FILE -The May 24, 2016 file photo shows a RUSADA sign reading “Russian National Anti-doping Agency” on a building in Moscow, Russia. (AP Photo/Alexander Zemlianichenko, FILE)

Russia’s reinstatement after doping scandal goes to a vote

The World Anti-Doping Agency is due to vote Thursday Sept. 20, 2018, on possible reinstatement of Russia.

Should Russia be reinstated without publicly admitting wrongdoing for its state-sponsored doping scheme?

That question has caused ferocious infighting at the World Anti-Doping Agency, the watchdog body tasked with stopping any repeat of the widespread drug use and coverups which tarnished a sporting superpower.

WADA’s board is due to vote on the issue Thursday in the Seychelles. If it votes yes, it might push world track and field body the IAAF to welcome back Russia too.

Russia’s anti-doping agency, RUSADA, was suspended in November 2015 when a WADA report found top athletes could take banned drugs with near-impunity since RUSADA and the national laboratory would cover for them. Later investigations found evidence that dirty samples were switched for clean ones when Russia hosted the 2014 Winter Olympics in Sochi.

The reinstatement of RUSADA is championed by WADA’s president Craig Reedie, who has softened two key conditions for Russia, and the move has the tacit backing of the International Olympic Committee.

Russia’s Olympic ban lifted after doping scandal

But despite a recommendation for reinstatement from a key WADA committee, it has provoked anger from other anti-doping figures who feel Russia can’t be trusted to reform without accepting more of the blame.

Athletes on one of WADA’s own commissions, Russian doping whistleblower Grigory Rodchenkov and the WADA vice-president Linda Helleland, lead the opposition.

“I am afraid that by opting for the easiest way out, it will ultimately hurt WADA in the future,” said Helleland, a Norwegian politician who is eyeing a bid to replace Reedie as the organization’s president.

Reedie softened his stance on Russia “in the spirit of compromise,” as he wrote to Russian Sports Minister Pavel Kolobkov in June.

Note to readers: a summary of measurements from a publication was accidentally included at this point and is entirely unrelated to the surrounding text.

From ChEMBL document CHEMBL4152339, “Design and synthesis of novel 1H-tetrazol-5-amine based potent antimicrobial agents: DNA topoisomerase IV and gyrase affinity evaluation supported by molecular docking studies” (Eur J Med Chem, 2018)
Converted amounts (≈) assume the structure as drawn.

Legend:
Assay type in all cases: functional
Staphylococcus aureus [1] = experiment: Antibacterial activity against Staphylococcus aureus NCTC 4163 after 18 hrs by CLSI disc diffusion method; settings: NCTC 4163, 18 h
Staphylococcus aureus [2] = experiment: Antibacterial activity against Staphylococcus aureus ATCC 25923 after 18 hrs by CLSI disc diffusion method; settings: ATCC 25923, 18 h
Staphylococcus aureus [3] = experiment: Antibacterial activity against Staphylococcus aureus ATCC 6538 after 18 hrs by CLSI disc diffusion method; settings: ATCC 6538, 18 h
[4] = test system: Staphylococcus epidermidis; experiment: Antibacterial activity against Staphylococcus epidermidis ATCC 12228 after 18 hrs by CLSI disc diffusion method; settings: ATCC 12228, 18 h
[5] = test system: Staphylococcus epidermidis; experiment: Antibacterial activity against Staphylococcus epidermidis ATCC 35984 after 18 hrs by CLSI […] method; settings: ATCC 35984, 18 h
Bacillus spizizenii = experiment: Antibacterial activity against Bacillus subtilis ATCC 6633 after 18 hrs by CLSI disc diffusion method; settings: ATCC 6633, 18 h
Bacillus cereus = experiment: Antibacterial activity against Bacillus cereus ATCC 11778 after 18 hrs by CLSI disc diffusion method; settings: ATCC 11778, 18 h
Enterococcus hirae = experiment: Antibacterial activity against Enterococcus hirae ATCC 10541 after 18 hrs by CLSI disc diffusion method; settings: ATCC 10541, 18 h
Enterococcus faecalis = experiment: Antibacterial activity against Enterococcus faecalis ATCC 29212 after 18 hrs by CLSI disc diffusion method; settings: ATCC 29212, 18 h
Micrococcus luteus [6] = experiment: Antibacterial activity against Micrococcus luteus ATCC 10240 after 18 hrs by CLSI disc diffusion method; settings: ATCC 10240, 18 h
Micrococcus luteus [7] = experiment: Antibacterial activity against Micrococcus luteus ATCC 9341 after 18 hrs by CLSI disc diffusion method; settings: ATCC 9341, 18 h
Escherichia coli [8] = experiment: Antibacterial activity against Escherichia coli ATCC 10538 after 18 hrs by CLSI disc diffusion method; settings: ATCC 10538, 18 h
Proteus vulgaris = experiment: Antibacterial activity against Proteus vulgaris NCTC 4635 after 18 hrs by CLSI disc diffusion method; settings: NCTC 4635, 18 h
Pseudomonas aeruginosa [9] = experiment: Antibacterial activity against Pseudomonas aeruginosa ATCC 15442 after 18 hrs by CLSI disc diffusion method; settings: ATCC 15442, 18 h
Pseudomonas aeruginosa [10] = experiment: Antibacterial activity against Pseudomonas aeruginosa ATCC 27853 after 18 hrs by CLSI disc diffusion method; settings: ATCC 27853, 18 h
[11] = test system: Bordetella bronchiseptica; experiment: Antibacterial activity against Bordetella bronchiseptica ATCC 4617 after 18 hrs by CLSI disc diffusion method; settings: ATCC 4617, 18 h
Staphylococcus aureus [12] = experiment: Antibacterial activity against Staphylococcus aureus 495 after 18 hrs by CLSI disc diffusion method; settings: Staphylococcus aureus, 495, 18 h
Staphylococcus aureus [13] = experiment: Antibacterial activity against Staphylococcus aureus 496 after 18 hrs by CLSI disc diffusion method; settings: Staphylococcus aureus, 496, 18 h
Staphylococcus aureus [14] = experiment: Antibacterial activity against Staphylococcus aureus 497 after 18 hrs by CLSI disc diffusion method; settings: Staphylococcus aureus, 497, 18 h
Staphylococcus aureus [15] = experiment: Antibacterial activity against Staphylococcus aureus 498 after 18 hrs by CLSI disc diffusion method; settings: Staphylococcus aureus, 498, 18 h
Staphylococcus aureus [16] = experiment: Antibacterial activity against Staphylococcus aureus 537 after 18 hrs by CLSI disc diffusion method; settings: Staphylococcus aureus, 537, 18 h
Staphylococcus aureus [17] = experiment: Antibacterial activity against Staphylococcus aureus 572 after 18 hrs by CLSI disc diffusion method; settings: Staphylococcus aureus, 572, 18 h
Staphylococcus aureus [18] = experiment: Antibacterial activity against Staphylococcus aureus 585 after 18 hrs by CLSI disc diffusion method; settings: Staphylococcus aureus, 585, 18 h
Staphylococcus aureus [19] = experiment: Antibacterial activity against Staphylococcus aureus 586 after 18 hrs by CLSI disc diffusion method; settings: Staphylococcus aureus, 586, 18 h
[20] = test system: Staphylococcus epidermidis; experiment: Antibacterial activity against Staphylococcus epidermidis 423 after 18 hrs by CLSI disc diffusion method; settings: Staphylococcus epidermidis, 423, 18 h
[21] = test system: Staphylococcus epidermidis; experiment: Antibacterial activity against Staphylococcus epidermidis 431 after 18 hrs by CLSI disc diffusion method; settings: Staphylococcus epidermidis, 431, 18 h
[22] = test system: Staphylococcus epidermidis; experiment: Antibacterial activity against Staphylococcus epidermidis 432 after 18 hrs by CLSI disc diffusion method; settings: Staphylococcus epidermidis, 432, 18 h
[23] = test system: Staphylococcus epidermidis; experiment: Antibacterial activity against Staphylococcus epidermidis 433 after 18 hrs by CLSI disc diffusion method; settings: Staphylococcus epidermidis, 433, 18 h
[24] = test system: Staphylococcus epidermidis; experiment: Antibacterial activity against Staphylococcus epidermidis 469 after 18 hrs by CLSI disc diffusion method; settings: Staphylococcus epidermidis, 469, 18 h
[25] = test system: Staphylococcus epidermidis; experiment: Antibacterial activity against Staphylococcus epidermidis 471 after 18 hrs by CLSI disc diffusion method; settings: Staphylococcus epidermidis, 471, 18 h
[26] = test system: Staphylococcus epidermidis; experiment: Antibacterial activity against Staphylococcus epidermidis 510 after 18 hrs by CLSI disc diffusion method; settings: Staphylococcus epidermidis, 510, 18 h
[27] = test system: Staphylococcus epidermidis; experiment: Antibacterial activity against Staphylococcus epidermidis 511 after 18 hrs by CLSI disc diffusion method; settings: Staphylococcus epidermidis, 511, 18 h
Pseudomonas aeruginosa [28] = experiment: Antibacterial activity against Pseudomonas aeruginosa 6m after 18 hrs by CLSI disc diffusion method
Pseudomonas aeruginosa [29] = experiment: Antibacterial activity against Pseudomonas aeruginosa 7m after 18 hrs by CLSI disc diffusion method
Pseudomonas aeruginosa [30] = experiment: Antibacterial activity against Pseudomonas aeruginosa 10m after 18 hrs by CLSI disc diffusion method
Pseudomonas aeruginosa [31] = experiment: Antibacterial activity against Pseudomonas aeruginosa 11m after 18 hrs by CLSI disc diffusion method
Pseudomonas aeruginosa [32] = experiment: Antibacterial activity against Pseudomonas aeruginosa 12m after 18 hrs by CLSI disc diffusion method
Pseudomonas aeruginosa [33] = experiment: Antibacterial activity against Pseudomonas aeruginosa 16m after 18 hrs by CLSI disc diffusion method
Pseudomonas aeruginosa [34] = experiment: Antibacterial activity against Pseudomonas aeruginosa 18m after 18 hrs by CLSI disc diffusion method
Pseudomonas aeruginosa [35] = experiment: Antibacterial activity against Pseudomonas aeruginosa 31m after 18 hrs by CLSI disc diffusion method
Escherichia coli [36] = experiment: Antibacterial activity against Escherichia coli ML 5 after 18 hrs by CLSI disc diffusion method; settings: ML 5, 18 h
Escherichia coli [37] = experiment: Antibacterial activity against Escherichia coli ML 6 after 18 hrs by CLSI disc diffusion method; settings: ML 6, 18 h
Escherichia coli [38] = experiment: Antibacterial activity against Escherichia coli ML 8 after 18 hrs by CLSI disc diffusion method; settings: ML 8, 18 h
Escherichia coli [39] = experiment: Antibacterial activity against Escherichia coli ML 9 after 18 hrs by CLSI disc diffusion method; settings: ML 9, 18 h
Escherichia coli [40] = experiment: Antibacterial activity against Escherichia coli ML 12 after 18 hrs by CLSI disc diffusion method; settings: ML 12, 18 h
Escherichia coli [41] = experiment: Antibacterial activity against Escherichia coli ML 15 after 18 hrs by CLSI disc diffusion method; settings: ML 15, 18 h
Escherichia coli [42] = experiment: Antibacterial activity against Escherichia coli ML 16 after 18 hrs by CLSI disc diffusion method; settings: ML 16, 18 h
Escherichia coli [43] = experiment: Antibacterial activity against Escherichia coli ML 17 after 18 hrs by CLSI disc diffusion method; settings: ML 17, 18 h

That means dropping a demand for Russia to accept a report which accused the state of directing doping, and instead allowing it to accept an IOC document with milder conclusions. Reedie deemed it satisfactory after Kolobkov wrote that he “fully accepted” the IOC report, and Russia won’t be expected to make any public statement or address exactly who in the vast state sports structure was to blame.

Critical of the move toward reinstating RUSADA, whistleblower Rodchenkov said Russia’s priority is “protecting their top-level apparatchiks who destroyed the Olympic Games in Sochi.”

WADA’s Reedie also accepted Russia can be reinstated without providing some key evidence from the Moscow laboratory at the centre of the allegations. Instead, Russia promises to deliver it only after it’s reinstated.

Russian law enforcement — and President Vladimir Putin — haven’t changed their argument that the main guilty party was WADA’s star whistleblower Rodchenkov. Russian law enforcement alleges that he tricked clean Russian athletes into taking drugs for unclear reasons, then faked evidence of abuses at the Sochi Olympics.

Rodchenkov is in hiding in the United States, while other whistleblowers like the runners Yulia Stepanova and Andrei Dmitriev, have been vilified at home after reporting abuses by teammates. They say they have been forced to leave Russia for their own safety.

Putin ordered his own investigation in 2016 and some sports ministry officials, including then-deputy sports minister Yuri Nagornykh, were suspended. However, that investigation never reported any public conclusions and the officials quietly resigned later that year. Vitaly Mutko, who was sports minister during the Sochi Olympics, was swiftly promoted to deputy prime minister.